British and Foreign Medical Review: Or Quarterly Journal of Practical Medicine and Surgery, Band 21

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Seite 147 - And God said, Behold I have given you every herb bearing seed, which is upon the face of all the earth, and every tree, in the which is the fruit of a tree yielding seed ; to you it shall be for meat.
Seite 506 - That in a lesser, but still not a small proportion, the disease is cured by nature in spite of them ; in other words, their interference opposing, instead of assisting the cure.
Seite 259 - And such, in truth do we believe to be, literally, the condition of physic at this moment. Things have arrived at such a pitch, that they cannot be worse. They must mend or end.
Seite 197 - Now, each of these pores being the aperture of a little tube of about a quarter of an inch long, it follows, that in a square inch of skin on the palm of the hand there exists a length of tube equal to 882 inches, or 73i feet.
Seite 345 - Majesty, it shall be lawful for One of Her Majesty's Principal Secretaries of State, or...
Seite 224 - Hahnemann was undoubtedly a man of genius and a scholar ; a man of indefatigable industry, of undaunted energy. In the history of medicine his name will appear in the same list with those of the greatest systematists and theorists; unsurpassed by few in the originality and ingenuity of his views, superior to most in having substantiated and carried out his doctrines into actual and most extensive practice.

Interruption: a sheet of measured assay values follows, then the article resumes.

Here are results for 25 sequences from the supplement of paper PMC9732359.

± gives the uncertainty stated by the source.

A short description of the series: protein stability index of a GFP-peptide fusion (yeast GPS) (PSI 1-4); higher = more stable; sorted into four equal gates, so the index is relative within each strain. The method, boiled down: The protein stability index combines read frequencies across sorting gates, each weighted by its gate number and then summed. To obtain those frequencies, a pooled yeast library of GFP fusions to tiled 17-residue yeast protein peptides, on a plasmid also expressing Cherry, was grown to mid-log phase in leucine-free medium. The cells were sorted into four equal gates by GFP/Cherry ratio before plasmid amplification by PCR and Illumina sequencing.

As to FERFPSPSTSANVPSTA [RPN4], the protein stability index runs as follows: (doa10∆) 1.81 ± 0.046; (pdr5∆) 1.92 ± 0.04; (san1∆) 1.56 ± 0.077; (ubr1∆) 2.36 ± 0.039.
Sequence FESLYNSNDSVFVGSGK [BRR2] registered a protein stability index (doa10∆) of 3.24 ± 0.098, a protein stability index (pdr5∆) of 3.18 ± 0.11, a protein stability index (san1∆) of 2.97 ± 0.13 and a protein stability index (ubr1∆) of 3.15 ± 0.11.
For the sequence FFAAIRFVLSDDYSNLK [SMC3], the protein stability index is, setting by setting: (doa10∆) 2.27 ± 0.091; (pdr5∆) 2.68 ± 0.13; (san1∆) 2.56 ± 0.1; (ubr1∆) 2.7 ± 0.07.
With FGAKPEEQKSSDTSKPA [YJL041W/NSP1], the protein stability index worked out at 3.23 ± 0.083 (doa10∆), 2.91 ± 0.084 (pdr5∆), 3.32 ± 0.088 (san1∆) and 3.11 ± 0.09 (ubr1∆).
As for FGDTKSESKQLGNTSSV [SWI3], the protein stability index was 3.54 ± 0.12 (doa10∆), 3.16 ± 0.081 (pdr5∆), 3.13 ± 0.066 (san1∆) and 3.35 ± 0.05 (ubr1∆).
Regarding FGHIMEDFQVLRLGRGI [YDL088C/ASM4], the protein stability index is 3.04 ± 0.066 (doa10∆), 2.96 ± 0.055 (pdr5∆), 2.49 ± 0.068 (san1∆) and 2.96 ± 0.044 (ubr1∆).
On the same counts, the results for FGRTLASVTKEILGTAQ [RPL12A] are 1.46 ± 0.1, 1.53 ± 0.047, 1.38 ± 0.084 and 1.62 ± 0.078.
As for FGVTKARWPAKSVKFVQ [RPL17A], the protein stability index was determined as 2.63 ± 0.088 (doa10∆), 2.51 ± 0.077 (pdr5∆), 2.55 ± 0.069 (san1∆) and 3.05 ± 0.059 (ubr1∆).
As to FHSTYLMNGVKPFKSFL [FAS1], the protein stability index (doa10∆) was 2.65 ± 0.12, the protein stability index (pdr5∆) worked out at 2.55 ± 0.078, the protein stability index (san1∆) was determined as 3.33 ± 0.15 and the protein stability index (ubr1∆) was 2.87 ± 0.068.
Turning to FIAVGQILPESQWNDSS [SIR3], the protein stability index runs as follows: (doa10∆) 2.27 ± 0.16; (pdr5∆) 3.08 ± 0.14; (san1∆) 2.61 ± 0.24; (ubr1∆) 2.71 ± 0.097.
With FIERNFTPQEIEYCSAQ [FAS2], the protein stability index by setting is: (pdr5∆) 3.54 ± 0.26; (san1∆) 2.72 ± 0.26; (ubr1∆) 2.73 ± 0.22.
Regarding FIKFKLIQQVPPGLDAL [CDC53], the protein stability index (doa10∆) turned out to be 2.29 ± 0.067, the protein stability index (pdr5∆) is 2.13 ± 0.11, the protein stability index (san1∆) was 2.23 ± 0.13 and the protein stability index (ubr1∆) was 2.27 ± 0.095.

Seite 519 - ... and speedy termination, but demanding the employment of prompt and strong measures to prevent a fatal issue in a considerable proportion of cases. And such is the nature of the premises, that there can hardly be any mistake as to the justness of the inference. Dr. Fleischmann is a regular, well-educated physician, as capable of forming a true diagnosis as other practitioners, and he is considered by those who know him as a man of honour and respectability, and incapable of attesting a falsehood.
Seite 224 - No candid observer of his actions, or candid reader of his writings, can hesitate for a moment to admit that he was a very extraordinary man, — one whose name will descend to posterity as the exclusive excogitator and founder of an original system of medicine, as ingenious as many that preceded it, and destined...
Seite 262 - To teach teachers to teach the rising generation of medical men that it is Infinitely more practical to be master- of the elements of medical science, and to know diseases thoroughly, than to know by rote a farrago of receipts, or to be aware that certain doctors, of old or of recent times, have said that certain medicines are good for certain diseases. " 17. Also to teach students that no systematic or theoretical classification of diseases, or of therapeutic agents, ever yet promulgated, is true,...
Seite iv - A CLINICAL INTRODUCTION TO THE PRACTICE OF AUSCULTATION, and other Modes of Physical Diagnosis, in Diseases of the Lungs and Heart. Second American from the Second and Improved London Edition.

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